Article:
Sand, varnish, and repeat …over and over again

I needed to do some clean-up on the sheerstrake.  Some time ago when I had glued on the lower rubbing strip, I got a bunch of glue blobs on the sheerstrake.  These needed to be scraped or sanded out, and in doing so I messed up the stain on the sheerstrake.  Rather than try to re-stain the sheer (which I thought might not be successful), I decided to go ahead and paint the sheerstrake.  After masking the lower rubbing strip and the outwale, the sheerstrake was painted red.  Why red?  Red is my wife’s favorite color, and it’s good to make points whenever I can.

2018 06 09 Red sheerstrake.

The interior of Tammie Norrie will be bright-finished, which means a lot of parts need to be varnished.  I’m putting six coats of varnish on the parts, sanding lightly between coats.  I’ve divided the boat into parts, so the task isn’t quite so overwhelming.  The long summer evenings are ideal for this work, as I can sand and apply a fresh coat of varnish on a set of parts after work.  The first group of parts were the thwart knees, the mast partner, and mast step; the second group were the pieces for the bow seat and the forward thwart.  I’m working on the third group now, which are the pieces for the sternsheet.  The next group will be the pieces for the side benches and the rear thwart, and finally the interior of the hull and the wales will be done.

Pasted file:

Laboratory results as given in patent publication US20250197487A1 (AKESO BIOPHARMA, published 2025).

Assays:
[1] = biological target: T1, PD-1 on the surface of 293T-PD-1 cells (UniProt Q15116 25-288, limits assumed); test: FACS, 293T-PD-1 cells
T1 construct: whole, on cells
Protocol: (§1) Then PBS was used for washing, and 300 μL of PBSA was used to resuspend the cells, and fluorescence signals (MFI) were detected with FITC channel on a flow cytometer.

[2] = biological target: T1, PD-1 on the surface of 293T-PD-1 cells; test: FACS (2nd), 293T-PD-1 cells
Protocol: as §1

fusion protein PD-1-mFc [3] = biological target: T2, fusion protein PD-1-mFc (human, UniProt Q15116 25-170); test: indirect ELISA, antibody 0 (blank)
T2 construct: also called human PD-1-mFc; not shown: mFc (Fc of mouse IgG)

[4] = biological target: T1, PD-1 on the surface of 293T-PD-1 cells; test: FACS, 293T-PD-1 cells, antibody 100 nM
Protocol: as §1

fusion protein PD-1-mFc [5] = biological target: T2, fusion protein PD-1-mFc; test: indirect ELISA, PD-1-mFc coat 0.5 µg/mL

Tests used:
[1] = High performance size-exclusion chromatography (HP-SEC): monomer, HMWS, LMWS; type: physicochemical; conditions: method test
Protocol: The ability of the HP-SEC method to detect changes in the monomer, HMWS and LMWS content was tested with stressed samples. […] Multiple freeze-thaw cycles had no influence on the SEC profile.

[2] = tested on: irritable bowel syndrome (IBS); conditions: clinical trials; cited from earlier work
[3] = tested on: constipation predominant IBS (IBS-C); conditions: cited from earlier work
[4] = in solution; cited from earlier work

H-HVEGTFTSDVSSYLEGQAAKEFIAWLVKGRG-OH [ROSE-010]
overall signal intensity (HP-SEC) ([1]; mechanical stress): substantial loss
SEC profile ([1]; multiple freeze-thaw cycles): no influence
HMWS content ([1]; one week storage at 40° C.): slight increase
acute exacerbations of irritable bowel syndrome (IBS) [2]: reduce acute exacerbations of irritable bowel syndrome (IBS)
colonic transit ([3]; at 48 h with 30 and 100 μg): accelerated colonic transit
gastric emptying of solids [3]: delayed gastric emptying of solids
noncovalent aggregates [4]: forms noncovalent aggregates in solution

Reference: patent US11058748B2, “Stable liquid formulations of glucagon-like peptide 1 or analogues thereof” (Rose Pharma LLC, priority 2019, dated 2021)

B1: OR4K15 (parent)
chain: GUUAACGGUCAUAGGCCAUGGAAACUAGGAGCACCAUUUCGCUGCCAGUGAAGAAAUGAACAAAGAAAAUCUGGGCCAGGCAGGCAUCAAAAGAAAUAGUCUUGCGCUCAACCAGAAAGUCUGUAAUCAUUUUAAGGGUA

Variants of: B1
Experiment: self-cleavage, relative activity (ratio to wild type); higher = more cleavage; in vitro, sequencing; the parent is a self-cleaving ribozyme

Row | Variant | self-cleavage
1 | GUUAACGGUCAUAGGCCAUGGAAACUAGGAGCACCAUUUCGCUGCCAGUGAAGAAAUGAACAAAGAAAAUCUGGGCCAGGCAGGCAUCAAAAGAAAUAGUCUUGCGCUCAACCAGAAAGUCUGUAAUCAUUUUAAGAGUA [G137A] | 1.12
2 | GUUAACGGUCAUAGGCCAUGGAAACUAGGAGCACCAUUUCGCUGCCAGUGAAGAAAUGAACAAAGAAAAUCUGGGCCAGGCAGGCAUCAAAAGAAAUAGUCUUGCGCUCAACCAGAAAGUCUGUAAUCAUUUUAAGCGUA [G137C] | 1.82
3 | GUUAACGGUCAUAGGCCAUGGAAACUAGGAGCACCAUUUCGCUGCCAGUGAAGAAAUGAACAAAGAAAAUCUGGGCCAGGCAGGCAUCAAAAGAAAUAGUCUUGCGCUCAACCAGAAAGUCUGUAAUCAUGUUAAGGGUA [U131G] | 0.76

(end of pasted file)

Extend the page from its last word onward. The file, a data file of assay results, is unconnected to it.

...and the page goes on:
2018 06 09 Bow seat parts and forward thwart with fresh varnish.
2018 06 15 Sternsheet pieces are varnished; side benches are still bare wood.

Today the weatherman promised rain, which is not good for varnish, so I decided to work on the outwales instead.  I had glued the permanent outwales onto the hull way back when the hull was upside down and on it’s molds.  The outer layer of the outwale will be sacrificial; it will be screwed but not glued in place.  The outwale on Wee Lass has collected a lot of dock rash, which is a nuisance to maintain.  On Tammie Norrie I’ll accept that the outwale will occasionally get scratched and dinged.  When I get tired of the dings, the sacrificial wale can be replaced.

The sacrificial wales are made from cherry.  I started out with a 2-by plank of cherry, and rounded the edges on one side.  With some help from my wife, the plank was then run through the table saw and ripped to 3/8″ thickness.  The process was repeated until I had enough strips to do the job.

2018 06 17 Clamping on the sacrificial outwale.

The piece of cherry I had wasn’t long enough to make a single strip from bow to transom, so I cut three pieces and scarfed the pieces at each of the oarlocks.  This is another instance where you can’t have too many clamps.  Once the wale pieces are clamped in place, silicon-bronze screws are used to hold them in place.  Later the sacrificial wales will be removed and varnished before installing for the final time.

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